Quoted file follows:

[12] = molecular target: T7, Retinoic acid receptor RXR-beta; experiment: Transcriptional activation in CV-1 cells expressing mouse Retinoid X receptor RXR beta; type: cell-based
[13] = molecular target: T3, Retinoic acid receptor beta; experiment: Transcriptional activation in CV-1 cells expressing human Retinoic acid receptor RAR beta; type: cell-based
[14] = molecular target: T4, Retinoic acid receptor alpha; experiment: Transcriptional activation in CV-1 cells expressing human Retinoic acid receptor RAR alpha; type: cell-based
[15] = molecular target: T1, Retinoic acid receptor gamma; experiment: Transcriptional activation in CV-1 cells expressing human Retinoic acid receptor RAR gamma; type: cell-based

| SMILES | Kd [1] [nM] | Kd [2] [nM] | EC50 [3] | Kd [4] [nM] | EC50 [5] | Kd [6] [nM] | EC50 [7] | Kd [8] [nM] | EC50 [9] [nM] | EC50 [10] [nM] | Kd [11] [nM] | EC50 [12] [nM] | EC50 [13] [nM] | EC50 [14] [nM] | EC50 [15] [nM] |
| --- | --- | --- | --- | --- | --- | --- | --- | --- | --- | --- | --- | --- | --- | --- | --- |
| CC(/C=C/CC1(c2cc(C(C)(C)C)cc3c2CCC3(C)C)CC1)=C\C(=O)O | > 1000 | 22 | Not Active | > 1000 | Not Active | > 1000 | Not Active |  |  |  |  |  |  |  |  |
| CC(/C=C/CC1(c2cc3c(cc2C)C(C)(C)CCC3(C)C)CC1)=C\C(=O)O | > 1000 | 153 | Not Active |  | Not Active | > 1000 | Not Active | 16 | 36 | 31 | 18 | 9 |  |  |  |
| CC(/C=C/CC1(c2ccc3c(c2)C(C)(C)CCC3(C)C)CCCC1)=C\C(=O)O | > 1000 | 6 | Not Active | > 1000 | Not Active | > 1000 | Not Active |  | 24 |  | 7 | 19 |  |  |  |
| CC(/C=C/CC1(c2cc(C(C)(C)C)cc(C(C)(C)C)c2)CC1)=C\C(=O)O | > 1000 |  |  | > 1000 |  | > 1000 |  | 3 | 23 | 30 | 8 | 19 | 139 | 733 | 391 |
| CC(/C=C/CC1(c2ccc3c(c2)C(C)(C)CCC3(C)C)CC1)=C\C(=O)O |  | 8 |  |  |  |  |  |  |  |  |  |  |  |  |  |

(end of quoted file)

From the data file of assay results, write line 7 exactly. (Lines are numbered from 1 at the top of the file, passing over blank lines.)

| CC(/C=C/CC1(c2cc(C(C)(C)C)cc3c2CCC3(C)C)CC1)=C\C(=O)O | > 1000 | 22 | Not Active | > 1000 | Not Active | > 1000 | Not Active |  |  |  |  |  |  |  |  |